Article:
Materials of the International Conference
50th Anniversary of the International Geophysical Year
and Electronic Geophysical Year

16-19 September 2007 • Suzdal, Russia

New information on the inner Earth from dedicated satellite missions

M. Diament

Institut de Physique du Globe de Paris, Paris, France


In the last decades, a dramatic improvement of our knowledge of the structure of the inner Earth and processes acting there arose thanks to satellite missions. Nowadays, satellite geophysical data are an essential component of an observing and monitoring system of our planet. Geomagnetism greatly benefited from the combined acquisition of data in ground observatories and by several satellite missions (Champ, Orsted, Swarm...). Ice topography and its evolution, for example in polar areas can be monitored thanks to several existing and planned satellite altimetry missions. Measurements of the ground movements in tectonically active zones, on active volcanoes or in areas affected by movements due to human activities are easily performed thanks to time series based on very high resolution optical satellite imagery, satellite geodesy (GNSS) and satellite radar interferometry. As far as gravity is concerned, a global, high resolution, gravity field of the Earth had been recently obtained from satellites. Data of the European Space agency mission GOCE that will be shortly launched will even more improve the quality of this static field. This will allow to gain much insight in the knowledge of the deep Earth in many areas very poorly previously covered by ground data as was already shown for example in addressing the question of the origin of the volcanism in French Polynesia. New types of data became also available thanks to the GRACE mission. Data from this mission allowed to provide time series of the gravity field over the entire globe with an unprecedented accuracy and resolution. Numerous results on the monitoring and modeling of the gravity variations due to mass transfers within the geofluid envelops have been published as for example for the large scale water storages or for ice mass variations in Antarctica or Greenland. These data also reflect mass redistributions in the solid Earth as the ones associated with large earthquakes. It has been shown that the gravity signature of very large earthquakes could indeed be detected in satellite gravity data such as the GRACE mission or future, more-accurate ones. In particular, since they provide unique information for oceanic areas where little or no surface data are available they appear as a very promising tool for studying and perhaps monitoring of subduction zones where the largest, most devastating earthquakes, take place.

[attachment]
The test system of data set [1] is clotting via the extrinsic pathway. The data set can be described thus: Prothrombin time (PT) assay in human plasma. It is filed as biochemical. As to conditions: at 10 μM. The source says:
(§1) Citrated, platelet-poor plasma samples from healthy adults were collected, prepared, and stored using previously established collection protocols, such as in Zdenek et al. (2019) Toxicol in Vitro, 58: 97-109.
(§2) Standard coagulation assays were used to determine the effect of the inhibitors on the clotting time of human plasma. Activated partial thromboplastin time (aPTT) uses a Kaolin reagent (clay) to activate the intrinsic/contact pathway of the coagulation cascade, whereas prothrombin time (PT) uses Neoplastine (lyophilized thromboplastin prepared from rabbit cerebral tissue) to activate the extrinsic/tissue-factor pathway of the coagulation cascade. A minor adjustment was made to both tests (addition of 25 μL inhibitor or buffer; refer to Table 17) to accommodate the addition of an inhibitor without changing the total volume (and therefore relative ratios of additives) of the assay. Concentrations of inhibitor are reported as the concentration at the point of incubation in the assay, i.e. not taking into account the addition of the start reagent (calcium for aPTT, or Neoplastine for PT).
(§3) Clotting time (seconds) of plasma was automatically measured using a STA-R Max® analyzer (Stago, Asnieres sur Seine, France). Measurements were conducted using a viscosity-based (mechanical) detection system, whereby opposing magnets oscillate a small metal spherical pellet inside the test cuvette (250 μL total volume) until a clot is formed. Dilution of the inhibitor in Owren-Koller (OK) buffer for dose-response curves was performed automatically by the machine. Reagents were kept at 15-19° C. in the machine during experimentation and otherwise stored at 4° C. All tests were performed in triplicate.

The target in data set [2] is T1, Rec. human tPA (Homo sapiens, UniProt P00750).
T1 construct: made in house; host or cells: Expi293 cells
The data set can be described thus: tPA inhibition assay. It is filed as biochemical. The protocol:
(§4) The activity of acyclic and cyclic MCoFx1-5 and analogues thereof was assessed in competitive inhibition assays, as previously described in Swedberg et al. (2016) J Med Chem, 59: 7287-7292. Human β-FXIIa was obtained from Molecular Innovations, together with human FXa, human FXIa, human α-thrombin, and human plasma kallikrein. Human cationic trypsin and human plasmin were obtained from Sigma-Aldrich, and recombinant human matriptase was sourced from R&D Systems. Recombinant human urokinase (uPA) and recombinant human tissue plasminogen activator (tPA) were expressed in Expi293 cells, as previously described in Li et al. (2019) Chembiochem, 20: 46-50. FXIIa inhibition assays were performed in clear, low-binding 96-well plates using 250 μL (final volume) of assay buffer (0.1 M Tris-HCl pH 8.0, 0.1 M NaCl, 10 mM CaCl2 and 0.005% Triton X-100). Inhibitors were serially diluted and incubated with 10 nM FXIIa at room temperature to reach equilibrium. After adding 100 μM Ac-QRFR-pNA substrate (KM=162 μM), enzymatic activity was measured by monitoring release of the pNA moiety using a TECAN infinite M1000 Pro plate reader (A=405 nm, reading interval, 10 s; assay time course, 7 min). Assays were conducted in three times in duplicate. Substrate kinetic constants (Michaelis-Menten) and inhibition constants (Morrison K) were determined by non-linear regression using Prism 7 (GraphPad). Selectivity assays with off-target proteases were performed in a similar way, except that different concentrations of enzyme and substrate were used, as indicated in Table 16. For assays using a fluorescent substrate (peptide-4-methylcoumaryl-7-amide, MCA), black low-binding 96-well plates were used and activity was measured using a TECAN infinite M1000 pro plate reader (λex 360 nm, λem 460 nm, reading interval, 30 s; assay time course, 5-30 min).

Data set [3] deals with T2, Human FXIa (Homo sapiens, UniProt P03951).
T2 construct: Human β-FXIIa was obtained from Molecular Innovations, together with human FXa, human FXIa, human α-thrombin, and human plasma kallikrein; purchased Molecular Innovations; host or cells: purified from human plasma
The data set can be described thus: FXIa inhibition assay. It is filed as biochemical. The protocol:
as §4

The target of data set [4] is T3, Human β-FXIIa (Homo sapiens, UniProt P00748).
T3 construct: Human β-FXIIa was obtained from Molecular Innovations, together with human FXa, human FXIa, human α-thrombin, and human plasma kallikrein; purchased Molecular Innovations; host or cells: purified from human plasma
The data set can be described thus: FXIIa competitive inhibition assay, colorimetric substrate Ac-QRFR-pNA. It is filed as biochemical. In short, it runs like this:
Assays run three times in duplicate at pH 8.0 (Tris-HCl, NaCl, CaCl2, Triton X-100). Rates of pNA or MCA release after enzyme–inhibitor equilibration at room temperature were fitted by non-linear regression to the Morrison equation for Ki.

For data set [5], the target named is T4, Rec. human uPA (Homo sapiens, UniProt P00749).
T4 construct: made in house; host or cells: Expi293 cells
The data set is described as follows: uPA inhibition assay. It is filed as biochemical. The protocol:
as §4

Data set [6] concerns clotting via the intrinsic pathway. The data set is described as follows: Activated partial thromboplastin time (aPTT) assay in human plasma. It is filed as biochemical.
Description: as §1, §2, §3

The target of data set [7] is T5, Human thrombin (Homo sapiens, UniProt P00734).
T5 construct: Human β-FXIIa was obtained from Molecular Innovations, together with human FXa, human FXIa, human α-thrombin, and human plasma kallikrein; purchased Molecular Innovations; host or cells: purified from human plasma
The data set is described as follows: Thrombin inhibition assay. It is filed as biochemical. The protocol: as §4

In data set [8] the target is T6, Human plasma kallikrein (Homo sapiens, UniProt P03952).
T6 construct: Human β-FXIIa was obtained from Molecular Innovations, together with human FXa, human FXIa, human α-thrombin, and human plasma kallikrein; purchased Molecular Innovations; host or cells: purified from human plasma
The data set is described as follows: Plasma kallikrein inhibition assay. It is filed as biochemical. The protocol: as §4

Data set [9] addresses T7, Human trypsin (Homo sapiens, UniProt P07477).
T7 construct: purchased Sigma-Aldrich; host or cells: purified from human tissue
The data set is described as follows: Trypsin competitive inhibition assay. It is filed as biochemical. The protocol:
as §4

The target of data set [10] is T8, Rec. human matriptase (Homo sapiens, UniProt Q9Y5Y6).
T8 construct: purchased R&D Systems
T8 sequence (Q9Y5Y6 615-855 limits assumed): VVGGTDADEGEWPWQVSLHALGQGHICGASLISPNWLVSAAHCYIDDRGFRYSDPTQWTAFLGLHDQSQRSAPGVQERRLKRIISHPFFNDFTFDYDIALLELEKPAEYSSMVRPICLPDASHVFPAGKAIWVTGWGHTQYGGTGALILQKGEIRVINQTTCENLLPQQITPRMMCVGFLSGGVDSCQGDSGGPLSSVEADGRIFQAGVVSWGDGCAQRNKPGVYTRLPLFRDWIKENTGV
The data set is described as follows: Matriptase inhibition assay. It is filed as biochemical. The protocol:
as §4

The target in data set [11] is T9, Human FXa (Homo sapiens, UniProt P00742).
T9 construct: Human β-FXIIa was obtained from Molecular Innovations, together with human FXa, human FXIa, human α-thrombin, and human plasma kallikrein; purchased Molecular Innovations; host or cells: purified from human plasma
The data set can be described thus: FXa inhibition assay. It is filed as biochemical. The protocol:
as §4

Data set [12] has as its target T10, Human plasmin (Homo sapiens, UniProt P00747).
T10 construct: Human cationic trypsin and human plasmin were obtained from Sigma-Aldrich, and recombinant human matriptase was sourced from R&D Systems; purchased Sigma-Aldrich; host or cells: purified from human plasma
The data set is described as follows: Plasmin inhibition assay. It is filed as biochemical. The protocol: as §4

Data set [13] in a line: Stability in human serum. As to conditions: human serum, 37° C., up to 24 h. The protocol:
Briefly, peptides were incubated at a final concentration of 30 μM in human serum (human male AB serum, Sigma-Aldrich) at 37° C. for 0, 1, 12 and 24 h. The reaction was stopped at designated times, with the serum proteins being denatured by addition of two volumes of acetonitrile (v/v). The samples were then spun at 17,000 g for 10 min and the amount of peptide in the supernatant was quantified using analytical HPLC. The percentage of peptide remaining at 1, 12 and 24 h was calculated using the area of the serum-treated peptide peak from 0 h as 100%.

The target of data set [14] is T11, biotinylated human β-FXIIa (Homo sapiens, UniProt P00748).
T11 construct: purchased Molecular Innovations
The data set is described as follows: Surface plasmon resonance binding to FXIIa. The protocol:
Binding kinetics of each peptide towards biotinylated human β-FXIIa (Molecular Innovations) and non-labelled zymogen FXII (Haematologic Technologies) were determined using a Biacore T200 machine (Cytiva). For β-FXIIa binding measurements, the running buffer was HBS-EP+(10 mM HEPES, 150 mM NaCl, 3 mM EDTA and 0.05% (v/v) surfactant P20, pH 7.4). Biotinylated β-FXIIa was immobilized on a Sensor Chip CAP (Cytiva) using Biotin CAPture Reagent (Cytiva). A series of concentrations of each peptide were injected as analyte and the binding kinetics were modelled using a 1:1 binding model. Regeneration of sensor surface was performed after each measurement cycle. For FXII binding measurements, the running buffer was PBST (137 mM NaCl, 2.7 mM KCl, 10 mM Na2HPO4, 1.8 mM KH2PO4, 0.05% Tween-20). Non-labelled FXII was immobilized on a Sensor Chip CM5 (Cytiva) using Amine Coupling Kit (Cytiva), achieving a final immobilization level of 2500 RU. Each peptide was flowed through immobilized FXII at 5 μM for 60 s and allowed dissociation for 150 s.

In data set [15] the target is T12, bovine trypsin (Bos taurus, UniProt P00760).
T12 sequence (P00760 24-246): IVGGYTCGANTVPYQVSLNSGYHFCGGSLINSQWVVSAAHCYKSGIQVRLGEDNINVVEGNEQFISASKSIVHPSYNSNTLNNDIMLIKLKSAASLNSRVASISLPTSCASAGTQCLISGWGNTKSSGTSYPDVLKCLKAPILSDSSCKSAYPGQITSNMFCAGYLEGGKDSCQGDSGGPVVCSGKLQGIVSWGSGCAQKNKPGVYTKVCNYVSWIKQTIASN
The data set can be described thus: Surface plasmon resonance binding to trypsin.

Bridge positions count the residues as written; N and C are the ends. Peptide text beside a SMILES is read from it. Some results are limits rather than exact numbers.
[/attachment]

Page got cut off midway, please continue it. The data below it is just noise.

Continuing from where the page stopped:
Citation: M. Diament (2007), New information on the inner Earth from dedicated satellite missions, in: Materials of the International Conference '50th Anniversary of the International Geophysical Year and Electronic Geophysical Year', GC RAS, Moscow, doi:10.2205/2007-IGY50conf.

© 2007 Geophysical Center RAS and authors